9 Sept. 1999
I immediately struck up a conversation with my line buddies. The conversation drifted back and forth but centered on the government -- mainly how inefficient bureaucracy is. In jest, I suggested that the posting of the Ten Commandments would speed up the line (it makes as much sense as some of the Republicans' arguments on the issue). As the line wound to a close, I wanted to end the conversation on a high note. I suggested that we mention things the government does well. My line mates were quick to denounce the government. I hesitated because the more I thought about it, I realized that the government really does alot of things very well. I mentioned our schools and libraries, fire, police and medical services. All of these were downplayed. As I was called to be helped, we agreed to disagree.
My registration was processed quickly and efficiently. As I turned to leave, the lady at the booth informed me that she thought that my posting of the Ten Commandments at the DMV was a good idea. I smiled politely and mentioned that I was just kidding. She insisted that it was a good idea. I merely nodded my head and bid farewell.
The lesson for standing in line for two and a half hours was the fact that there are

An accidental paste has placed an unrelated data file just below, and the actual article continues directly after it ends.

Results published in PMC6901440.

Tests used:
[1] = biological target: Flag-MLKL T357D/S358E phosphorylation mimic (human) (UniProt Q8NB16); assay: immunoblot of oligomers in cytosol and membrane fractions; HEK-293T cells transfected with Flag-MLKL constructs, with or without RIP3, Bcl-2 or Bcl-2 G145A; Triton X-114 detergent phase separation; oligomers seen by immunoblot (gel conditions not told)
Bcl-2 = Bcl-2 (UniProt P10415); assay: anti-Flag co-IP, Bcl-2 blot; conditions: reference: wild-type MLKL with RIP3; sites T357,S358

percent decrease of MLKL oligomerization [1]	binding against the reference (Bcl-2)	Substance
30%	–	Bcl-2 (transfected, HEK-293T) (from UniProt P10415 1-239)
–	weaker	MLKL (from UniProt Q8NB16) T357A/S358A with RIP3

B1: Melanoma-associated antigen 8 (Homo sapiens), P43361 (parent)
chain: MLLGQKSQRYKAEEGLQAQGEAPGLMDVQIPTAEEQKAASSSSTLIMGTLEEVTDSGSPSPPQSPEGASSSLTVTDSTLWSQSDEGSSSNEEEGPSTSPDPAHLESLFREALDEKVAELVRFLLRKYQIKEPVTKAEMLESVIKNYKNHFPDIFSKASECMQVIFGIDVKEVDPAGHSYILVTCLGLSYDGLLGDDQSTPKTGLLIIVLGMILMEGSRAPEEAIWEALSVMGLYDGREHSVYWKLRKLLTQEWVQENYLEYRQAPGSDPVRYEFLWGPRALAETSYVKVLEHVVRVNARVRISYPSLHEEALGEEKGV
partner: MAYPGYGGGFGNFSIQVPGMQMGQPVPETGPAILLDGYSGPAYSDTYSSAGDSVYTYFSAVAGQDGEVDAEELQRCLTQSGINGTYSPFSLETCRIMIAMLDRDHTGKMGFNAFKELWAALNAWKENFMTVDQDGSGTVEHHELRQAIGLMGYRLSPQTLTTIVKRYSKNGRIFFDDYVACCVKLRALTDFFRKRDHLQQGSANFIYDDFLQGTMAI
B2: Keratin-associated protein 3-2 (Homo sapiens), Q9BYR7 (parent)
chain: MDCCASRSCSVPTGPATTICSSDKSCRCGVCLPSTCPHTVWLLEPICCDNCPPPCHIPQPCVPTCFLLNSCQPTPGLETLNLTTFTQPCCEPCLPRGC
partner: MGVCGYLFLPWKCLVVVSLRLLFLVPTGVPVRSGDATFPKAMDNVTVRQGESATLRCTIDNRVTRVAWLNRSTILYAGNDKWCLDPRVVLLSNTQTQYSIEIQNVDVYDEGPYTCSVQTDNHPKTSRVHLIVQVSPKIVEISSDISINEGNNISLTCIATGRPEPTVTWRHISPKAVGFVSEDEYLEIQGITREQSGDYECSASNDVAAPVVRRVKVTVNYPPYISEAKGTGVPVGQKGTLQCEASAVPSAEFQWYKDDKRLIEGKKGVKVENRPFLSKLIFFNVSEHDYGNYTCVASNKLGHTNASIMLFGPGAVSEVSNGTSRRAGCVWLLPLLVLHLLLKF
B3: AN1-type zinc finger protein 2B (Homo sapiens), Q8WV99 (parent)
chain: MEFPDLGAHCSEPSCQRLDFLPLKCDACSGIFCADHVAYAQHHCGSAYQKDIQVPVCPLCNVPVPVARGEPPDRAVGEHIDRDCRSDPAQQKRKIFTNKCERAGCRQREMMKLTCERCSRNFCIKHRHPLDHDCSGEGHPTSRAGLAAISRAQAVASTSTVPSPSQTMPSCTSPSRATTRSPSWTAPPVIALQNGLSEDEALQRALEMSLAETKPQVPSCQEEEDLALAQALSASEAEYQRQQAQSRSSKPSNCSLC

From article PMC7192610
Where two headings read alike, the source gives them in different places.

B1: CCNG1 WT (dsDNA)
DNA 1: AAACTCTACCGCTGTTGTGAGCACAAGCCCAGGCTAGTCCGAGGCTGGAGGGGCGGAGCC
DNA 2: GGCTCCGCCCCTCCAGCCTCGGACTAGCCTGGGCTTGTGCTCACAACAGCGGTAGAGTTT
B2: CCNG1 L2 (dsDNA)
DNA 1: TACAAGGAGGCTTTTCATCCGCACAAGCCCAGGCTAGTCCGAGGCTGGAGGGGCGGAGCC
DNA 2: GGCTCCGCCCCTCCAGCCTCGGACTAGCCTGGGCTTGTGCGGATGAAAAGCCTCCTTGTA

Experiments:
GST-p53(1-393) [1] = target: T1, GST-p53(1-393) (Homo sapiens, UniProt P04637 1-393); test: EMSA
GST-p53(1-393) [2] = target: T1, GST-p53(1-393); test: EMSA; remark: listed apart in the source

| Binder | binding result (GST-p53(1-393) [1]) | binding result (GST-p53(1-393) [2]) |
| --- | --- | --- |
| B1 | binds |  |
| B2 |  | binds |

many different people that have drastically different ideas than I do. It's vital to
observe and respect the opinions of others. You may disagree, but everyone should be
respected for their thoughts.
I also wanted to present a copy of the Ten Commandments to the UCSD Police Department. According to some Republicans, this piece of paper should be our shield against crime.
I stopped in my tracks with an epiphany. I realized that the data of this experiment would be flawed because there is already a "moral compass" on campus. There is a neon sculpture on the Charles Lee Powell Structural Systems Laboratory called Vices and Virtues. Signs with seven virtues mingle with signs of seven vices. The art is part of the Stuart Collection, an outdoor art collection that is site specific to UCSD. I thought that Vices and Virtues was based on the Bible, but Stuart Collection material on the Internet doesn't mention anything religious.
One problem with this exhibit is that it displays virtues AND vices -- they cancel each
other out. Perhaps our moral friends could convince the artist to disable the vices --
that way our young and impressionable minds would not be distored by these negative
In an old PBS promo, the tag line was "Everyone in America has a story to tell. It's our job to tell them all." Each week, Ira Glass brings us some tales in This American Life. Each week, the show chooses a topic and assembles creative talent to address it. The material on TAL is a breath of fresh air compared to network TeeVee. Highlight's from last week's show on politics included a gay, sex columnist (and Republican precinct leader) Dan Savage and Daniel D. Portado, the head of Hispanics Against Liberal Take Over (HALTO).
Music in America is extremely diverse and American
Routes seems to cover it all. The host Nick Spitzer broadcasts music from the
"third coast" (New Orleans). Some of the best shows cruise down the "Mother
Road" - Route 66.
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